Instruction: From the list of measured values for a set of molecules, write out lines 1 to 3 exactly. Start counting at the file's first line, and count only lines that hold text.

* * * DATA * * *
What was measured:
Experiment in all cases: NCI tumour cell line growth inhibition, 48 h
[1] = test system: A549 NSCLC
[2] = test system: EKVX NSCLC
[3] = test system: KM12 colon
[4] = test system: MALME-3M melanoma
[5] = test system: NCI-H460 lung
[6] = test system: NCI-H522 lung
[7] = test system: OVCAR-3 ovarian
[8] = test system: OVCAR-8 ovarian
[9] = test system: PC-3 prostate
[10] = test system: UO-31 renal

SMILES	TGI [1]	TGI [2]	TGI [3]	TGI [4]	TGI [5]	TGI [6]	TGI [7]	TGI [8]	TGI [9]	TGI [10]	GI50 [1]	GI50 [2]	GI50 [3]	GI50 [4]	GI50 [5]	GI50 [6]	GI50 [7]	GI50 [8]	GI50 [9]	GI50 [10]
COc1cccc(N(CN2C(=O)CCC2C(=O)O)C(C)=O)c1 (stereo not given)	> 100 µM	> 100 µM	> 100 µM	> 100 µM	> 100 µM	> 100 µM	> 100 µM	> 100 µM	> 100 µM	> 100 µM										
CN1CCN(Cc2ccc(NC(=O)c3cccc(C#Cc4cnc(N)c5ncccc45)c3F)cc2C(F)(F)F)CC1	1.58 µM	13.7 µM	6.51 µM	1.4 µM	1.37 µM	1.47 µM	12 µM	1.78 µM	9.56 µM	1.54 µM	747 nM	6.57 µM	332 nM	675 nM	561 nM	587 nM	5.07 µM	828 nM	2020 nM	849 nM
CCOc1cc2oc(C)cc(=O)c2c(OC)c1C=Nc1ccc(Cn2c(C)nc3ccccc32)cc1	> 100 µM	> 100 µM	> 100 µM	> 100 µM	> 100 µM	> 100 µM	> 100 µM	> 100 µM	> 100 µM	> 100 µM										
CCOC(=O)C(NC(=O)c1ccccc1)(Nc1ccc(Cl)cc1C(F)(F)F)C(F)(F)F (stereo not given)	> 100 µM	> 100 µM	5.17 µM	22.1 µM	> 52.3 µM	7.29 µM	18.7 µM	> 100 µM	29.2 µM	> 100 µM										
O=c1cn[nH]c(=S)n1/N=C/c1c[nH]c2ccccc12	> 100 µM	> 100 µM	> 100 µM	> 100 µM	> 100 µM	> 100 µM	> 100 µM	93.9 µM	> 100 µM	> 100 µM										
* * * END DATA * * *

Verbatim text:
What was measured:
Experiment in all cases: NCI tumour cell line growth inhibition, 48 h
[1] = test system: A549 NSCLC